The government is consulting on plans to create up to 10 freeports across the UK, with tariff flexibility, customs facilitations and tax measures designed to encourage global trade and attract inward investment post-Brexit
The proposed freeports will have different customs rules than the rest of the country and are intended to act as national hubs for global trade and investment across the UK, while also promoting regeneration and job creation and providing hotbeds for innovation.
The consultation forms part of the policy development process, with the government also saying it intends to work with devolved administrations to develop proposals to allow freeports to be created in Scotland, Wales and Northern Ireland, in addition to those in England.
It states that the core customs and tariff benefits the government proposes to offer to businesses bringing goods into in a freeport site include duty suspension, duty inversion, duty exemption for re-exports and simplified customs procedures.
This means there would be no tariffs, import VAT or excise to be paid on goods brought into a freeport from overseas until they leave the freeport and enter the UK’s domestic market.
If the duty on a finished product is lower than that on the component parts, a company could benefit by importing components duty free, manufacture the final product in the freeport, and then pay the duty at the rate of the finished product when it enters the UK’s domestic market.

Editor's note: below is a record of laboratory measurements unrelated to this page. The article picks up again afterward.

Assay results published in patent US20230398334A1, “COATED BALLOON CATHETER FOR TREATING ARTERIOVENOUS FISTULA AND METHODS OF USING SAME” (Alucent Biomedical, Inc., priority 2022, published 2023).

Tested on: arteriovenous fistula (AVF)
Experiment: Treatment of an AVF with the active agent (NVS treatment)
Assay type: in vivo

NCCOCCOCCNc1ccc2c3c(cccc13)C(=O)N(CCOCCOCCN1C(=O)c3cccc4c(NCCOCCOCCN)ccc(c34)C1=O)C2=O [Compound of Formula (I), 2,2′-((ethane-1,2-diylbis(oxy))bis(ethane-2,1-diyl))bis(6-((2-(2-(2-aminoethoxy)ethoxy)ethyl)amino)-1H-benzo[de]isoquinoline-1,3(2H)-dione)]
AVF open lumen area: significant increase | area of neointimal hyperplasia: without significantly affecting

A company could also import components duty free, manufacture the final product in the freeport, and then pay no tariffs on the components when the final product is re-exported. The government says it intends to introduce streamlined procedures to enable businesses to access freeports.
Regarding the tax arrangements for freeports, the consultation suggests these will be modelled on the experience of existing enterprise zones. These currently benefit from one of two tax incentives.
There is a business rates discount worth up to £55,000 per year for five years (£275,000 in total) for each new business starting up or relocating to the enterprise zones, while for zones located in certain areas, there are enhanced capital allowances for new companies making new investments in plant and machinery.
As well as extending similar reliefs to freeports, the consultation states the government is considering changes to stamp duty land tax, research and development tax credits, employer National Insurance Contributions, and facilitative solutions on VAT and excise duties for goods within freeports.
Any incentives offered in a freeport would need to be tested against a number of stated objectives. These are creating additional economic activity and investment, encouraging employment in the area, stimulating clusters of innovation, and minimising any routes whereby tax avoidance or evasion could take place if, for example, reliefs are claimed on activities that have not actually taken place in the freeport area.
The consultation is seeking views on such changes and says the government is particularly interested in policies that support them without displacing activity from other areas of the UK.
As part of this, it will consider what mechanisms are needed to ensure tax incentives in freeports are effective, for example by setting time limits on tax reliefs.
The consultation also asks for input on a number of other issues, including changes to planning regulations, how the bidding process for developing a freeport will be handled, regeneration and governance.
The consultation closing date is 13 July, extended due to covid-19 pandemic. The original plan was to close the consultation for comment on 20 April.